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Palmer v. Kaiser Foundation Hospitals Technology Risk Office

United States District Court, D. Colorado

October 13, 2017

TONI R. PALMER, Plaintiff,



         This matter is before the Court on the June 12, 2017 Recommendation of United States Magistrate Judge Kathleen M. Tafoya (“Recommendation, ” ECF No. 41) that Plaintiff's Motion for Leave to Amend Complaint (the “Motion, ” ECF No. 32) be denied. The Recommendation is incorporated herein by reference. See 28 U.S.C. § 636(b)(1)(B); Fed.R.Civ.P. 72(b). Plaintiff filed an objection to the Recommendation. (“Objection, ” ECF No. 43.) For the reasons set forth below, Plaintiff's Objection is overruled, the Magistrate Judge's Recommendation is adopted, and Plaintiff's Motion is denied.


         When a magistrate judge issues a recommendation on a dispositive matter, Federal Rule of Civil Procedure 72(b)(3) requires that the district judge “determine de novo any part of the magistrate judge's [recommendation] that has been properly objected to.” See Lariviere, Grubman & Payne, LLP v. Phillips, 2010 WL 4818101, at *5 (D. Colo. Nov. 9, 2010) (treating motion to amend complaint as a dispositive matter for purposes of Rule 72(b)); see also Cuenca v. Univ. of Kansas, 205 F.Supp.2d 1226, 1228 (D. Kan. 2002) (“When the magistrate judge's order denying a motion to amend . . . effectively removes a . . . claim from the case, it may well be a dispositive ruling that the district court should review de novo.”).

         An objection to a recommendation is properly made if it is both timely and specific. United States v. One Parcel of Real Property Known as 2121 East 30th St., 73 F.3d 1057, 1059 (10th Cir. 1996). An objection is sufficiently specific if it “enables the district judge to focus attention on those issues-factual and legal-that are at the heart of the parties' dispute.” Id. In conducting its review, “[t]he district court judge may accept, reject, or modify the recommendation; receive further evidence; or return the matter to the magistrate judge with instructions.” Id. Here, Plaintiff filed a timely objection to Judge Tafoya's Recommendation. Therefore, this Court reviews the issues before it de novo.

         In addition, Plaintiff is proceeding pro se; thus, the Court must liberally construe her pleadings. Haines v. Kerner, 404 U.S. 519, 520-21 (1972); Trackwell v. United States Gov't, 472 F.3d 1242, 1243 (10th Cir. 2007). The Court, however, cannot act as advocate for Plaintiff, who must still comply with the fundamental requirements of the Federal Rules of Civil Procedure. See Hall v. Bellmon, 935 F.2d 1106, 1110 (10th Cir. 1991); see also Ledbetter v. City of Topeka, Kan., 318 F.3d 1183, 1188 (10th Cir. 2003).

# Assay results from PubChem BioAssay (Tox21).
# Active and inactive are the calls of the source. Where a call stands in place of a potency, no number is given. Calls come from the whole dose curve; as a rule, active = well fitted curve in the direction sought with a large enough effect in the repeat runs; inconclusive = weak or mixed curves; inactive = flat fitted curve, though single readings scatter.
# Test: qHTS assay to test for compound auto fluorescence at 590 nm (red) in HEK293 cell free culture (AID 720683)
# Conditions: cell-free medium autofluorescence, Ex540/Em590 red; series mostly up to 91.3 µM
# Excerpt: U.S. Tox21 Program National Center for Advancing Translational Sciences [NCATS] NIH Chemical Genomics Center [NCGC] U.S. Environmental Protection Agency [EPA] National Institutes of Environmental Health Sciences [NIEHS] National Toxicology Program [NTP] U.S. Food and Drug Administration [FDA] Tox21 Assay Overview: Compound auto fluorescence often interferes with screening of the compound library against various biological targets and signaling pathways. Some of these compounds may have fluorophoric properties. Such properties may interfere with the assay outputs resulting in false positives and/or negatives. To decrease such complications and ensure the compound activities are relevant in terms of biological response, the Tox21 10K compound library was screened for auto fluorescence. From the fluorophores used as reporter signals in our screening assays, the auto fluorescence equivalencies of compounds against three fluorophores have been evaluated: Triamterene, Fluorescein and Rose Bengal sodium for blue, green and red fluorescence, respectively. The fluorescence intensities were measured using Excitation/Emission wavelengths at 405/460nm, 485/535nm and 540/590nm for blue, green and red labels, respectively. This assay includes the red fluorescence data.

No parties object to the recitation of facts set forth by Judge Tafoya in the June 12, 2017 Recommendation. (See ECF Nos. 41, 43, 47.) Accordingly, the Court adopts and incorporates the “Procedural Background” section of the Recommendation as if set forth herein. (ECF No. 41 at 1-2.)

         Briefly, Plaintiff was formally employed by Kaiser as a senior case manager in the Technology Risk Office. (ECF No. 1-1 at 2.) Plaintiff began working for Kaiser on March 31, 2015. (Id.) Within her first sixty days on the job, Plaintiff raised concerns “regarding the lack of clarity over her specific job responsibilities” and issues she was having with her supervisor. (Id.) Following this, on May 29, 2015, Plaintiff “made a protected complaint of workplace racial discrimination to Kaiser” and “filed an EEOC Charge of Discrimination against Kaiser . . . which resulted in an inconclusive determination.” (Id.) Subsequently, on July 27, 2015 the EEOC issued a Notice of Right to Sue. (Id.) However, Plaintiff continued her employment with Kaiser until her termination on April 11, 2016, during which time she allegedly “continued to suffer workplace racial discrimination, a hostile working environment, harassing behavior, and retaliation related to her protected complaint.” (Id.; see also ECF No. 40 ¶ 32.)

         Based on this course of events, Plaintiff filed the instant action asserting three claims for relief: (1) race discrimination, retaliation, and hostile work environment under Title VII of the Civil Rights Act of 1964 (“Title VII, ” 42 U.S.C. §§ 2000e et seq.), (2) intentional infliction of emotional distress under the Federal Tort Claims Act (“FTCA, ” 28 U.S.C. §§ 2671 et seq.), and (3) interference and retaliation under the Family and Medical Leave Act (“FMLA, ” 29 U.S.C. §§ 2601 et seq.). (ECF No. 1 at 3-7.)

         In the proposed scheduling order Plaintiff suggested February 28, 2017 as the deadline for joinder of parties and amendment to the pleadings, which was later adopted by Judge Tafoya. (ECF No. 22 at 18-19; ECF No. 24 at 19.) Accordingly, on February 28, 2017, Plaintiff filed an Amended Complaint (ECF No. 30), however, the Court struck Plaintiff's filing for failure to file with leave of Court or with written consent of the opposing party (ECF No. 31). See Fed. R. Civ. P. 15(a)(1)-(2).

         Two weeks later, on March 13, 2017, Plaintiff filed a Motion for Leave to Amend Complaint, seeking leave to add nine new defendants and to provide additional supporting factual allegations. (ECF No. 32.) On June 12, 2017, Judge Tafoya issued her Recommendation, stating that Plaintiff's Motion should be denied. (ECF No. 41.)

         Plaintiff filed her Objection on June 26, 2017 (ECF No. 43), to which Defendant filed a response on July 10, 2017 (ECF No. 47). Plaintiff objects to Judge Tafoya's Recommendation “in its entirety, and specifically[] Plaintiff is genuinely perplexed by the Magistrate's Recommendation[.]” (ECF No. 43 at 1.) The Court will review de novo the portion of the Recommendation to which Plaintiff's specific objections were made.

         III. ...

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